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15 September 2011 Vacuum nuller testbed (VNT) performance, characterization and null control: progress report
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Herein we report on the development, sensing and control and our first results with the Vacuum Nuller Testbed to realize a Visible Nulling Coronagraph (VNC) for exoplanet coronagraphy. The VNC is one of the few approaches that works with filled, segmented and sparse or diluted-aperture telescope systems. It thus spans a range of potential future NASA telescopes and could be flown as a separate instrument on such a future mission. NASA/Goddard Space Flight Center (GSFC) has a well-established effort to develop VNC technologies, and has developed an incremental sequence of VNC testbeds to advance this approach and the enabling technologies associated with it. We discuss the continued development of the vacuum Visible Nulling Coronagraph testbed (VNT). The VNT is an ultra-stable vibration isolated testbed that operates under closed-loop control within a vacuum chamber. It will be used to achieve an incremental sequence of three visible-light nulling milestones with sequentially higher contrasts of 108, 109, and ideally 1010 at an inner working angle of 2*λ/D. The VNT is based on a modified Mach-Zehnder nulling interferometer, with a "W" configuration to accommodate a hex-packed MEMS based deformable mirror, a coherent fiber bundle and achromatic phase shifters. We discuss the initial laboratory results, the optical configuration, critical technologies and the null sensing and control approach.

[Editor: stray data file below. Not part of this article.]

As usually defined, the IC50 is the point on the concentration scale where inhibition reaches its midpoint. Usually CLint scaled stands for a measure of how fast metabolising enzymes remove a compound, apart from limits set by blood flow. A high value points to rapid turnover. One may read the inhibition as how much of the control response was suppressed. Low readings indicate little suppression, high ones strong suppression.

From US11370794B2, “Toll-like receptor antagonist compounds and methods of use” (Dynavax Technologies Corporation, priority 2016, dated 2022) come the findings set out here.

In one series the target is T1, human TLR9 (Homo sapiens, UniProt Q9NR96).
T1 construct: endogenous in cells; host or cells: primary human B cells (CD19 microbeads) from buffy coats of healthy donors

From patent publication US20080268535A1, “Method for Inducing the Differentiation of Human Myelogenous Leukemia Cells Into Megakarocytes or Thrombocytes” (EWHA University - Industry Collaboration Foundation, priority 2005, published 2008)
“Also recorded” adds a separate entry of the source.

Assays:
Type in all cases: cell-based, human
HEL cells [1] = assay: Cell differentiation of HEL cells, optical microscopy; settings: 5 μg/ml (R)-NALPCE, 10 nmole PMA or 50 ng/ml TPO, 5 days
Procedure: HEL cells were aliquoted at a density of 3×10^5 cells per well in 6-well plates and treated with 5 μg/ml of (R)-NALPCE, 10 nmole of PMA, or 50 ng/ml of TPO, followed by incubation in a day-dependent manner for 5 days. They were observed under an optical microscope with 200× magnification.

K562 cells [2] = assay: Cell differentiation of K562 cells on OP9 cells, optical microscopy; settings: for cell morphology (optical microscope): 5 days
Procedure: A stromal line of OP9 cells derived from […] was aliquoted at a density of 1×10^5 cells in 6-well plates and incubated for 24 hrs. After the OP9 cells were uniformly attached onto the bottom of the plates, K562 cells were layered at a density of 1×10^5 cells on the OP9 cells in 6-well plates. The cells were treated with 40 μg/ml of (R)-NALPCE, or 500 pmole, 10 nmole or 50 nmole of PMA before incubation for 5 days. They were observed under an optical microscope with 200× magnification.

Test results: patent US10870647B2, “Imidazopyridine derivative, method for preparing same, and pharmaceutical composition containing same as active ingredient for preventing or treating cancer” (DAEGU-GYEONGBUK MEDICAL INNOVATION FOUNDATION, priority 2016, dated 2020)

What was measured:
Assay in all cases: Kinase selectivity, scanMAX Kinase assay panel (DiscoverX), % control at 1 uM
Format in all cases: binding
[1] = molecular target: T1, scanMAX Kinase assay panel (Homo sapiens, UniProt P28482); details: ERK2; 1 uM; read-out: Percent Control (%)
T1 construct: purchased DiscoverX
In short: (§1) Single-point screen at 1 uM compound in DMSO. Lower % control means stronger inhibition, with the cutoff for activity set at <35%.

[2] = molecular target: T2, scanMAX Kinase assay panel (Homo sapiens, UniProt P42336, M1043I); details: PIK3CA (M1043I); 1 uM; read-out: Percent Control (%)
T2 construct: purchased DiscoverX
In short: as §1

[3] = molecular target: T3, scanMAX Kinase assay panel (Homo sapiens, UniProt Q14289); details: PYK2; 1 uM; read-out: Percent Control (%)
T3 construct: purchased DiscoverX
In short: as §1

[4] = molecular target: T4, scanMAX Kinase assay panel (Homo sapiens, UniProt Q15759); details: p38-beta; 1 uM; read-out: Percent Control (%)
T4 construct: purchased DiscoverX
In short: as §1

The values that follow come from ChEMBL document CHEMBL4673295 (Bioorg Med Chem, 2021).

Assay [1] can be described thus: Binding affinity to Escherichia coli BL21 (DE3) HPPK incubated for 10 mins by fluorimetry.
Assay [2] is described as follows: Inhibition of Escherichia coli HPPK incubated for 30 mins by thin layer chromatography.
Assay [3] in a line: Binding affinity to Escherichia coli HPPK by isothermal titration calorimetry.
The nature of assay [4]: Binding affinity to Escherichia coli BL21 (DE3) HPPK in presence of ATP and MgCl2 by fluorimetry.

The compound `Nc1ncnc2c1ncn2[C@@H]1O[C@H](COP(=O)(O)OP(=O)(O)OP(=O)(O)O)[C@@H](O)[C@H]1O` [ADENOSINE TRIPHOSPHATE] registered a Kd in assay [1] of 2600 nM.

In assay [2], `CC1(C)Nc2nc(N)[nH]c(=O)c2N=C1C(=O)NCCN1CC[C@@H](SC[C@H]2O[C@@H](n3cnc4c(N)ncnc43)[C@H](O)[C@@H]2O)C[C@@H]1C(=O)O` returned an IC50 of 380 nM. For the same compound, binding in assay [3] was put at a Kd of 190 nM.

© (2011) COPYRIGHT Society of Photo-Optical Instrumentation Engineers (SPIE). Downloading of the abstract is permitted for personal use only.
Richard G. Lyon, Mark Clampin, Peter Petrone, Udayan Mallik, Timothy Madison, Matthew R. Bolcar, M. Charley Noecker, Stephen Kendrick, and Michael Helmbrecht "Vacuum nuller testbed (VNT) performance, characterization and null control: progress report", Proc. SPIE 8151, Techniques and Instrumentation for Detection of Exoplanets V, 81510F (15 September 2011);

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